For the second year in a row, the LA Kings have been bounced out of the playoffs by the Edmonton Oilers. It took six games, three of which went to overtime, for the Oilers to advance to play the Vegas Golden Knights. In many ways, this series was a disappointment, regardless of the uphill climb of being injury plagued to start the series. The one area the Kings could have exploited was the Oilers depth, but the Oilers’ depth sank the Kings in critical games. I’m also looking at you, Game Four. They were up 3-0 after the first period, in which the Kings arguably played their best 20 mins of the year. They end up losing that game and losing out completely.
What Does the Future Uphold?
The Kings solved their identity problem earlier in Boston but were exposed by Edmonton. Their Penalty Kill floundered against the impeccable Oiler Power Play, their bottom defensive pairing was regularly burned in the first round, and their fourth line shattered against the Oiler’s 11-7 setup. This will not be the same squad come October.
Rob Blake will either limit the damage or open the floodgates this offseason. Gabriel Vilardi is due for a big raise but will hopefully take a bridge deal being that he’s only 23. He will most likely end up in the 3.5-5 million range. This deal, which must happen, will leave little for Rob Blake to work with to offer Gavrikov or Korpisalo, all while needing to resign Anderson-Dolan and the questionable/versatile Rasmus Kupari.
Edler will most likely retire or walk. A deal or two will need to be shed. A few of the right-handed defensemen on this roster already know a decision on the massive depth and NHL-ready player/exciting prospects coming up (see: Spence, Clarke).
The Kings built on 21-22 with an almost record-setting 104-point season. For this to continue, Rob Blake will have to levy assets elsewhere while doing some considerable damage control of pieces leaving. The Kings prospects time has run out. Prospects such as Alex Turcotte or even Akil Thomas have either been invisible at the NHL level or haven’t played a single game due to injuries. Quinton Byfield will be entering year four of his development of a second overall pick. Rasmus Kupari doesn’t spark confidence in his draft ranking five years later. Arthur Kaliyev, who looked to be a draft steal, is showing signs of why 30+ teams passed on him, largely due to illness and injury. Sean Durzi, who was a gem for the Kings last year, plagued them this year with a plethora of mistakes, including the playoffs.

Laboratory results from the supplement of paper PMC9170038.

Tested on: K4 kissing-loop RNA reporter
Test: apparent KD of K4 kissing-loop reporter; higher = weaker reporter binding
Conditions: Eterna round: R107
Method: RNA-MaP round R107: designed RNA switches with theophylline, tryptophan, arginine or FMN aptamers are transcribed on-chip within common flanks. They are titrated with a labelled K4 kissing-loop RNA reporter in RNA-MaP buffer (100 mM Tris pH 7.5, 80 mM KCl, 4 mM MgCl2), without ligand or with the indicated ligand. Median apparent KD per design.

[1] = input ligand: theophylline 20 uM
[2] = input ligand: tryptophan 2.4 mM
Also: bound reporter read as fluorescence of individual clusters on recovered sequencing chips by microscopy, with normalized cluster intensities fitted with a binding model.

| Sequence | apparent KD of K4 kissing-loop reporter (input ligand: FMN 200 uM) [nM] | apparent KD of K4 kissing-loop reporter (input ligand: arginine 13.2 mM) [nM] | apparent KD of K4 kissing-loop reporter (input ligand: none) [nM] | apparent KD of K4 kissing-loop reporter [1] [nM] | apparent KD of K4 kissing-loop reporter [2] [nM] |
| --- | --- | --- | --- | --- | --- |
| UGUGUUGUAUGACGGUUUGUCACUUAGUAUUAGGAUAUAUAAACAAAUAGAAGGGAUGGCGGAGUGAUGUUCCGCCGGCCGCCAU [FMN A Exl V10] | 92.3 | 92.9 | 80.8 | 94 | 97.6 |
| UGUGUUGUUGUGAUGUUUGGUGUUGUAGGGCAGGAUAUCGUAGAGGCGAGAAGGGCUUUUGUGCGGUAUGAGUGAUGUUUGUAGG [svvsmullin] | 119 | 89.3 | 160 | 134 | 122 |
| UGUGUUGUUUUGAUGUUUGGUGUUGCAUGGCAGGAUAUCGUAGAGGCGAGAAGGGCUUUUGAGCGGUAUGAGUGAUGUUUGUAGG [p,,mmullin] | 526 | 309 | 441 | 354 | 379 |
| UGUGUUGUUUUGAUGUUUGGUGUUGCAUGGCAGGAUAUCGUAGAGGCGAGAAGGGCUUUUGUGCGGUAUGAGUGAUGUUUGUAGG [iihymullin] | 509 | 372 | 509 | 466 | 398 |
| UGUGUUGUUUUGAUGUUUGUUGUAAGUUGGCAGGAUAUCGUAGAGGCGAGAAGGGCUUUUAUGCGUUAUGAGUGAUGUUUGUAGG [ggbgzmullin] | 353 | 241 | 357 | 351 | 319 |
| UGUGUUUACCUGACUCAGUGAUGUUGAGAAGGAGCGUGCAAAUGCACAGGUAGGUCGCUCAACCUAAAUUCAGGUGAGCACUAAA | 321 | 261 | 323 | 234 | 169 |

Reasons for Hope
The biggest bright spot is Gabriel Vilardi, who had a breakout year and is slowly becoming a game-breaker. Other bright spots? Adrian Kempe has now produced back-to-back 35+ goal seasons. Phillip Danault produced a career-best season in points after a season he established a career-high in goals. Kevin Fiala came as advertised. Anze Kopitar looked to turn the clock backward. Viktor Arvidsson produced his best season since leaving Nashville.
This will certainly be a different team come October. Will it be better than 22-23? I don’t believe it to be so unless there are massive strides from Kaliyev, Byfield, and Kupari. If they can offload either Sean Walker or Sean Durzi, or even both, then better players can come in at a cheaper price.
Will they compete for the division? It’s very unlikely. A playoff team, they will be in the hunt still. It may not be a sunrise for the LA Kings, but it isn’t a sunset— yet.